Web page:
Other Venice alumni included in this year’s programme are Martin Eden, which won Luca Marinelli the Best Actor prize (and deservedly so); the genre-splicing, Nina Hoss-starring Pelikanblut (screening as part of the festival’s German Night, alongside Das Vorspiel, also starring Hoss); and Shannon Murphy’s debut feature, Babyteeth. This Australian gem was a highlight from this year’s Lido, a tender and emotionally engaging story of a mother and father discovering that their seriously ill teenage daughter has fallen head over heels for a bad egg. The premise sounds like your average coming-of-age fodder, but Murphy takes those common themes of rebellion and first love and makes them feel fresh, never relying on easy histrionics or pandering to the genre’s inherent melodramatic leanings. Featuring wonderful turns from Eliza Scanlen, Essie Davis and Ben Mendelsohn, this subtly devastating film also benefits from one of this year’s best soundtracks, featuring songs from Vashti Bunyan, Sudan Archives and Mallrat. Their tunes will help you through the tears, even if tissues are not optional for this one. Bring all the tissues. 

The French bring some levity to the programme, with Quentin Dupieux’s Deerskin. But even then, there’s some sociopathy around the corner. Deerskin is a taut, memorable and brilliantly batshit anomaly, a macabre little gem that follows one man’s quest to make his deerskin jacket the only jacket in the world. Why? Because his jacket told him to destroy all other jackets. Starring Jean Dujardin and Portrait Of A Lady On Fire’s Adèle Haenel, the absurdist tone is reminiscent of Dupieux’s previous cult films Rubber and Wrong, as well as Peter Strickland’s underseen and utterly brilliant In Fabric. Don’t miss out on this one. 

Another hot ticket this year is the much-anticipated German premiere of Honey Boy; this pseudo-biopic about the early life of actor Shia LaBeouf, starring LaBeouf himself playing his father, was one of this year’s revelations at Sundance. Meanwhile, Brazilian thriller and winner of the Jury Prize at Cannes, Bacurau, is highly recommended. Directed by Kleber Mendonça Filho and Juliano Dornelles, and anchoring itself within the Brazilian New Wave, it’s been dubbed a “weird Western”, a strange and bloody gem that evokes John Carpenter and George Miller.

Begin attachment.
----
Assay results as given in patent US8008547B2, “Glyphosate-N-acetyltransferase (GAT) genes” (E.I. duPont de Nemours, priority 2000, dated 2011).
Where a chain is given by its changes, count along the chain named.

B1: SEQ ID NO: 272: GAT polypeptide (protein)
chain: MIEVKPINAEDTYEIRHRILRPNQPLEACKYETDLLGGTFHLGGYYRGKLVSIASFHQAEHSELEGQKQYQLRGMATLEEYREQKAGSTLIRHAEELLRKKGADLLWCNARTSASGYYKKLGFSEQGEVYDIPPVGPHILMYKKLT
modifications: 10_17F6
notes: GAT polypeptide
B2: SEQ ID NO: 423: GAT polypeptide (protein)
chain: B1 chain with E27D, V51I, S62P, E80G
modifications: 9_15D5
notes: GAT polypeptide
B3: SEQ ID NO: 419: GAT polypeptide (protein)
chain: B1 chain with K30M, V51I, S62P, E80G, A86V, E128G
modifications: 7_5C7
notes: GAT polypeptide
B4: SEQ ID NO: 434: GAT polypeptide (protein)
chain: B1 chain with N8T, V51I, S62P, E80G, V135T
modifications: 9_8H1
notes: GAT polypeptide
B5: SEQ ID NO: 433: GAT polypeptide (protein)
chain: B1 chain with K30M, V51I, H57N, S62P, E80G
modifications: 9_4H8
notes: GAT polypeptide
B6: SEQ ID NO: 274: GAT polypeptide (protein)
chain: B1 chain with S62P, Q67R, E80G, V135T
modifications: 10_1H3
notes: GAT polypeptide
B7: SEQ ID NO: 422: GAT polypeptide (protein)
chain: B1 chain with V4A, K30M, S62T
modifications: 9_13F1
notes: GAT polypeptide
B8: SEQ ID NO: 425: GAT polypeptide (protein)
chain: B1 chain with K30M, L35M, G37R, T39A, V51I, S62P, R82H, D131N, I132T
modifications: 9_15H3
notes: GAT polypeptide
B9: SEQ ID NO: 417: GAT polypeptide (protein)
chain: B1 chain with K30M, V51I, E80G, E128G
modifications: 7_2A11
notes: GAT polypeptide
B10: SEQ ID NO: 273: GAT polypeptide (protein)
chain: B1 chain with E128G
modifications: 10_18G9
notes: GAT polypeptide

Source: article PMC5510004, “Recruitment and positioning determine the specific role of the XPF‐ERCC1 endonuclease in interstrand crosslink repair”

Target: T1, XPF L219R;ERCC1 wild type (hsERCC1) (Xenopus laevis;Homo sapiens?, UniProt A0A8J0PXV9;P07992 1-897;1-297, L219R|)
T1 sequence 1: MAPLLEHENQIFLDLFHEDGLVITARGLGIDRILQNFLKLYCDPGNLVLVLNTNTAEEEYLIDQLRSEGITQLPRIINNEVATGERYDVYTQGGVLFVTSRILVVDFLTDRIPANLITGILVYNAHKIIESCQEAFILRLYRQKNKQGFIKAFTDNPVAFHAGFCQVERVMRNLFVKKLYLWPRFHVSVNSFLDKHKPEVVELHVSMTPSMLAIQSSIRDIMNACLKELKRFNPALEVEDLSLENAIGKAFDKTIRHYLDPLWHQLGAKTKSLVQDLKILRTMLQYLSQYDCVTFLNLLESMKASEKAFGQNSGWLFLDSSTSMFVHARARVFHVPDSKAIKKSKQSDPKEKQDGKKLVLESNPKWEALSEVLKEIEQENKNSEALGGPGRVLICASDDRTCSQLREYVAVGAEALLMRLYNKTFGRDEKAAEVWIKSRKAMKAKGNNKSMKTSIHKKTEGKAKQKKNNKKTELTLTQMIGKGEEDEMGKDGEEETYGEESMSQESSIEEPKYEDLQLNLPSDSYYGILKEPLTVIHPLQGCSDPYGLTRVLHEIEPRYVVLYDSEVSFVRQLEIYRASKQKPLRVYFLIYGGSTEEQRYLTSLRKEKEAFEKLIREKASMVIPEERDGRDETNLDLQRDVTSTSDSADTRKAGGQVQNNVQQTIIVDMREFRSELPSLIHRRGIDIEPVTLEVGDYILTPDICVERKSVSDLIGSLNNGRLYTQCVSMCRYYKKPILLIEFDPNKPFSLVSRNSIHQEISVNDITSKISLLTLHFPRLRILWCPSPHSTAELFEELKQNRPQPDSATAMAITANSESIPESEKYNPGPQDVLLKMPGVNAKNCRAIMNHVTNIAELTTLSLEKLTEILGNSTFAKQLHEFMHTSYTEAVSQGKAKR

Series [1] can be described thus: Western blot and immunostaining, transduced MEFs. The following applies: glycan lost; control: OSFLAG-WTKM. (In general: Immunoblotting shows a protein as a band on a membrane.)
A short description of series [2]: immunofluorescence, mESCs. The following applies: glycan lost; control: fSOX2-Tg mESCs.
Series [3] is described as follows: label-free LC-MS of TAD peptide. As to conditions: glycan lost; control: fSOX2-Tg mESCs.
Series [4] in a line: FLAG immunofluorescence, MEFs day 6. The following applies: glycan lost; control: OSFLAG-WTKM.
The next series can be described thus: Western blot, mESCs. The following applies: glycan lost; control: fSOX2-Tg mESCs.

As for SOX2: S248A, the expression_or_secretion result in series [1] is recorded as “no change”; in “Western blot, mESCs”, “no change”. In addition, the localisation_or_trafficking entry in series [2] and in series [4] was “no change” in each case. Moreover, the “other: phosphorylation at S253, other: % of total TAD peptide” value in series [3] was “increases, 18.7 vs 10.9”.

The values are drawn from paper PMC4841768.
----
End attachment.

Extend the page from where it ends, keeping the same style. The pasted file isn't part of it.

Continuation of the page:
Also screening is Sophie Hyde’s fantastic Animals and Pedro Costa’s Vitalina Varela. The former centres around a friendship put to the test by a teetotalling fiancé, while the latter is a hypnotic and borderline Beckettian exploration of the marginalized, told through the story of a Cape Verdean woman navigating her way through Lisbon following the death of her husband. The Locarno jury awarded it the top prize, as well as Best Actress for its eponymous star. 

The festival closes with Benedict Andrews’ biopic Seberg, featuring a strong turn from Kristen Stewart as actress Jean Seberg, who became embroiled in the civil rights movement during the late 1960s, and Lulu Wang’s semi-autobiographical The Farewell. The latter would make for an interesting double-bill with the aforementioned Babyteeth. “Based on an actual lie”, The Farewell is a beautifully judged and heartstring-tugging portrait of a family who come together when faced with a crisis. It addresses the white lies we tell the ones we love in order to spare them unnecessary pain, and does so without toppling into maudlin waters. It’s a bittersweet tragicomedy that rings true, and a canny bit of curation to close off another superb selection of films. With (happy) tears in your eyes, of course. 

All films screen in OV, most with English subs. 

Around The World In 14 Films | Kino in der KulturBrauerei, Prenzlauer Berg. Nov 21-30.